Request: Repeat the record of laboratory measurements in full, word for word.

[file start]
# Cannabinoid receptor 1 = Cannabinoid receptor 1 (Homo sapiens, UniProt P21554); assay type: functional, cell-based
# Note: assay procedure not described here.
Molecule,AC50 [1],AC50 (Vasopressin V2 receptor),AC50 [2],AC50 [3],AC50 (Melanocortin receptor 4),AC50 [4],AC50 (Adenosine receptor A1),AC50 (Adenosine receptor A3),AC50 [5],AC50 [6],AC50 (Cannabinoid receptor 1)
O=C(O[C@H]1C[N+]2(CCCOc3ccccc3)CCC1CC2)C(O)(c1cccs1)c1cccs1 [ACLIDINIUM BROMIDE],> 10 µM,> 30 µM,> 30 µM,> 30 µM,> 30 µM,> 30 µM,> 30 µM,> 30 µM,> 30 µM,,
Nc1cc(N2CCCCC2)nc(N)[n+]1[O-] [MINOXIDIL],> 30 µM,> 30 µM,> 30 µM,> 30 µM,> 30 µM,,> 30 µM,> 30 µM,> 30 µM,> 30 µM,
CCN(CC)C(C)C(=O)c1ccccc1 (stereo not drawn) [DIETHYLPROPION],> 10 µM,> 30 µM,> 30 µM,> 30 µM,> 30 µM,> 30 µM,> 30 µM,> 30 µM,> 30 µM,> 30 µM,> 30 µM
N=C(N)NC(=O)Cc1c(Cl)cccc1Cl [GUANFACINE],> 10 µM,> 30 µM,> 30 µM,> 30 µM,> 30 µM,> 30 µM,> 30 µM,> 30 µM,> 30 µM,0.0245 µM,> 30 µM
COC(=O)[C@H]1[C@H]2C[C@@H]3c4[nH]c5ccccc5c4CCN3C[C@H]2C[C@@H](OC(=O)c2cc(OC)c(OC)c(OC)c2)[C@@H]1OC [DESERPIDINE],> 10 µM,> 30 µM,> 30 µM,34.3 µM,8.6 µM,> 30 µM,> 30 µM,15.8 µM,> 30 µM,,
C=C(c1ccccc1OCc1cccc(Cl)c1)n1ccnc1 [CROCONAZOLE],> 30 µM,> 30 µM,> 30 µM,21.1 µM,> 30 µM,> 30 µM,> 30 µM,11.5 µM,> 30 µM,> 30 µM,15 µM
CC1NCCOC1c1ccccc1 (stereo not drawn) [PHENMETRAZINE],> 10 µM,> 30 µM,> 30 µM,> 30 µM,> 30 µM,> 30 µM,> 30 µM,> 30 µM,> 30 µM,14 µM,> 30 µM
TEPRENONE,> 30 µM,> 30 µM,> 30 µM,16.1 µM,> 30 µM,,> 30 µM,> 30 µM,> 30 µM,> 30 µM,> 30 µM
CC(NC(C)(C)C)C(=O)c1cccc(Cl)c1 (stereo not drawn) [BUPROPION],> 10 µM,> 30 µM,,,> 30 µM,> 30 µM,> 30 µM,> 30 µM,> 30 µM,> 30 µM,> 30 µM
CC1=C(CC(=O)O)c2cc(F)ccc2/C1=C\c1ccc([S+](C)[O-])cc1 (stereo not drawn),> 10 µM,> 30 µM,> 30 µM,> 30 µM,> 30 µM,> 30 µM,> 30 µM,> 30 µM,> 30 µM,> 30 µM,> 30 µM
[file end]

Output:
# Cannabinoid receptor 1 = Cannabinoid receptor 1 (Homo sapiens, UniProt P21554); assay type: functional, cell-based
# Note: assay procedure not described here.
Molecule,AC50 [1],AC50 (Vasopressin V2 receptor),AC50 [2],AC50 [3],AC50 (Melanocortin receptor 4),AC50 [4],AC50 (Adenosine receptor A1),AC50 (Adenosine receptor A3),AC50 [5],AC50 [6],AC50 (Cannabinoid receptor 1)
O=C(O[C@H]1C[N+]2(CCCOc3ccccc3)CCC1CC2)C(O)(c1cccs1)c1cccs1 [ACLIDINIUM BROMIDE],> 10 µM,> 30 µM,> 30 µM,> 30 µM,> 30 µM,> 30 µM,> 30 µM,> 30 µM,> 30 µM,,
Nc1cc(N2CCCCC2)nc(N)[n+]1[O-] [MINOXIDIL],> 30 µM,> 30 µM,> 30 µM,> 30 µM,> 30 µM,,> 30 µM,> 30 µM,> 30 µM,> 30 µM,
CCN(CC)C(C)C(=O)c1ccccc1 (stereo not drawn) [DIETHYLPROPION],> 10 µM,> 30 µM,> 30 µM,> 30 µM,> 30 µM,> 30 µM,> 30 µM,> 30 µM,> 30 µM,> 30 µM,> 30 µM
N=C(N)NC(=O)Cc1c(Cl)cccc1Cl [GUANFACINE],> 10 µM,> 30 µM,> 30 µM,> 30 µM,> 30 µM,> 30 µM,> 30 µM,> 30 µM,> 30 µM,0.0245 µM,> 30 µM
COC(=O)[C@H]1[C@H]2C[C@@H]3c4[nH]c5ccccc5c4CCN3C[C@H]2C[C@@H](OC(=O)c2cc(OC)c(OC)c(OC)c2)[C@@H]1OC [DESERPIDINE],> 10 µM,> 30 µM,> 30 µM,34.3 µM,8.6 µM,> 30 µM,> 30 µM,15.8 µM,> 30 µM,,
C=C(c1ccccc1OCc1cccc(Cl)c1)n1ccnc1 [CROCONAZOLE],> 30 µM,> 30 µM,> 30 µM,21.1 µM,> 30 µM,> 30 µM,> 30 µM,11.5 µM,> 30 µM,> 30 µM,15 µM
CC1NCCOC1c1ccccc1 (stereo not drawn) [PHENMETRAZINE],> 10 µM,> 30 µM,> 30 µM,> 30 µM,> 30 µM,> 30 µM,> 30 µM,> 30 µM,> 30 µM,14 µM,> 30 µM
TEPRENONE,> 30 µM,> 30 µM,> 30 µM,16.1 µM,> 30 µM,,> 30 µM,> 30 µM,> 30 µM,> 30 µM,> 30 µM
CC(NC(C)(C)C)C(=O)c1cccc(Cl)c1 (stereo not drawn) [BUPROPION],> 10 µM,> 30 µM,,,> 30 µM,> 30 µM,> 30 µM,> 30 µM,> 30 µM,> 30 µM,> 30 µM
CC1=C(CC(=O)O)c2cc(F)ccc2/C1=C\c1ccc([S+](C)[O-])cc1 (stereo not drawn),> 10 µM,> 30 µM,> 30 µM,> 30 µM,> 30 µM,> 30 µM,> 30 µM,> 30 µM,> 30 µM,> 30 µM,> 30 µM